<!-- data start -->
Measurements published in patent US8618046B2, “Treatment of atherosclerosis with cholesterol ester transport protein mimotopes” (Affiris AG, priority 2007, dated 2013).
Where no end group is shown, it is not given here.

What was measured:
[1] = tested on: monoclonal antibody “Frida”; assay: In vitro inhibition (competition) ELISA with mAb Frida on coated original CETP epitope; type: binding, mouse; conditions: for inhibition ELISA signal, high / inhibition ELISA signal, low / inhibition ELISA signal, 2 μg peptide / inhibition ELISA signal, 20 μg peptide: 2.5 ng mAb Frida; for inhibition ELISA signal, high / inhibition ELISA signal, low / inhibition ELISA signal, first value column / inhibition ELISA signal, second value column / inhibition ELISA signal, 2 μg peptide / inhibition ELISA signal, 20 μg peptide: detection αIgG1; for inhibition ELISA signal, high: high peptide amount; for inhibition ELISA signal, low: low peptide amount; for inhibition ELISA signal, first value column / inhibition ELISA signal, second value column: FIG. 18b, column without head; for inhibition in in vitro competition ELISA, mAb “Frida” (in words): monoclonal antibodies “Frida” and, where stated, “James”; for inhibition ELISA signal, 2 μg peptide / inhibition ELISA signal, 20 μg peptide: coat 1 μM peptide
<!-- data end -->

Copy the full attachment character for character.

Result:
Measurements published in patent US8618046B2, “Treatment of atherosclerosis with cholesterol ester transport protein mimotopes” (Affiris AG, priority 2007, dated 2013).
Where no end group is shown, it is not given here.

What was measured:
[1] = tested on: monoclonal antibody “Frida”; assay: In vitro inhibition (competition) ELISA with mAb Frida on coated original CETP epitope; type: binding, mouse; conditions: for inhibition ELISA signal, high / inhibition ELISA signal, low / inhibition ELISA signal, 2 μg peptide / inhibition ELISA signal, 20 μg peptide: 2.5 ng mAb Frida; for inhibition ELISA signal, high / inhibition ELISA signal, low / inhibition ELISA signal, first value column / inhibition ELISA signal, second value column / inhibition ELISA signal, 2 μg peptide / inhibition ELISA signal, 20 μg peptide: detection αIgG1; for inhibition ELISA signal, high: high peptide amount; for inhibition ELISA signal, low: low peptide amount; for inhibition ELISA signal, first value column / inhibition ELISA signal, second value column: FIG. 18b, column without head; for inhibition in in vitro competition ELISA, mAb “Frida” (in words): monoclonal antibodies “Frida” and, where stated, “James”; for inhibition ELISA signal, 2 μg peptide / inhibition ELISA signal, 20 μg peptide: coat 1 μM peptide